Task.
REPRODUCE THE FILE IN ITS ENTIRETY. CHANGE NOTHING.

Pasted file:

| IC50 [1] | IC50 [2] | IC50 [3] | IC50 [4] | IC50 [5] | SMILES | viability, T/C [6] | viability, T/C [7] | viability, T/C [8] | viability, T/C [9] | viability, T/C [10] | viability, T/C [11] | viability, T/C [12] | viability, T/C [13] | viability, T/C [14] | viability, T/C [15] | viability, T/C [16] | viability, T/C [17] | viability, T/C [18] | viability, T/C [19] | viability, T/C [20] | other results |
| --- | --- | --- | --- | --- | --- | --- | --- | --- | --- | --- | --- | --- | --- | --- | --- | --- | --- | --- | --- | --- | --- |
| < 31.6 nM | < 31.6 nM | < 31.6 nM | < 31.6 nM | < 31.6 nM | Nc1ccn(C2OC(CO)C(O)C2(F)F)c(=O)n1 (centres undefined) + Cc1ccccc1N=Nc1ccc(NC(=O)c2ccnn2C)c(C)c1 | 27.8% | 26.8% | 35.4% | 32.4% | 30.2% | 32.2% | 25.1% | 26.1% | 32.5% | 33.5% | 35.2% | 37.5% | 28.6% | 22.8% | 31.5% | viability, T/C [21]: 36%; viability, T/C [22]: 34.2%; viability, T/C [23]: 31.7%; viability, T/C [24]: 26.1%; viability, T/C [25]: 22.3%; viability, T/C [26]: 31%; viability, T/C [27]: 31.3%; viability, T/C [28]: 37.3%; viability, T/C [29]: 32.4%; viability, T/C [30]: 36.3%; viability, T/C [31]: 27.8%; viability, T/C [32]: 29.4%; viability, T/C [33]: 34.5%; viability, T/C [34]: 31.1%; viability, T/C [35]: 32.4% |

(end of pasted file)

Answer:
| IC50 [1] | IC50 [2] | IC50 [3] | IC50 [4] | IC50 [5] | SMILES | viability, T/C [6] | viability, T/C [7] | viability, T/C [8] | viability, T/C [9] | viability, T/C [10] | viability, T/C [11] | viability, T/C [12] | viability, T/C [13] | viability, T/C [14] | viability, T/C [15] | viability, T/C [16] | viability, T/C [17] | viability, T/C [18] | viability, T/C [19] | viability, T/C [20] | other results |
| --- | --- | --- | --- | --- | --- | --- | --- | --- | --- | --- | --- | --- | --- | --- | --- | --- | --- | --- | --- | --- | --- |
| < 31.6 nM | < 31.6 nM | < 31.6 nM | < 31.6 nM | < 31.6 nM | Nc1ccn(C2OC(CO)C(O)C2(F)F)c(=O)n1 (centres undefined) + Cc1ccccc1N=Nc1ccc(NC(=O)c2ccnn2C)c(C)c1 | 27.8% | 26.8% | 35.4% | 32.4% | 30.2% | 32.2% | 25.1% | 26.1% | 32.5% | 33.5% | 35.2% | 37.5% | 28.6% | 22.8% | 31.5% | viability, T/C [21]: 36%; viability, T/C [22]: 34.2%; viability, T/C [23]: 31.7%; viability, T/C [24]: 26.1%; viability, T/C [25]: 22.3%; viability, T/C [26]: 31%; viability, T/C [27]: 31.3%; viability, T/C [28]: 37.3%; viability, T/C [29]: 32.4%; viability, T/C [30]: 36.3%; viability, T/C [31]: 27.8%; viability, T/C [32]: 29.4%; viability, T/C [33]: 34.5%; viability, T/C [34]: 31.1%; viability, T/C [35]: 32.4% |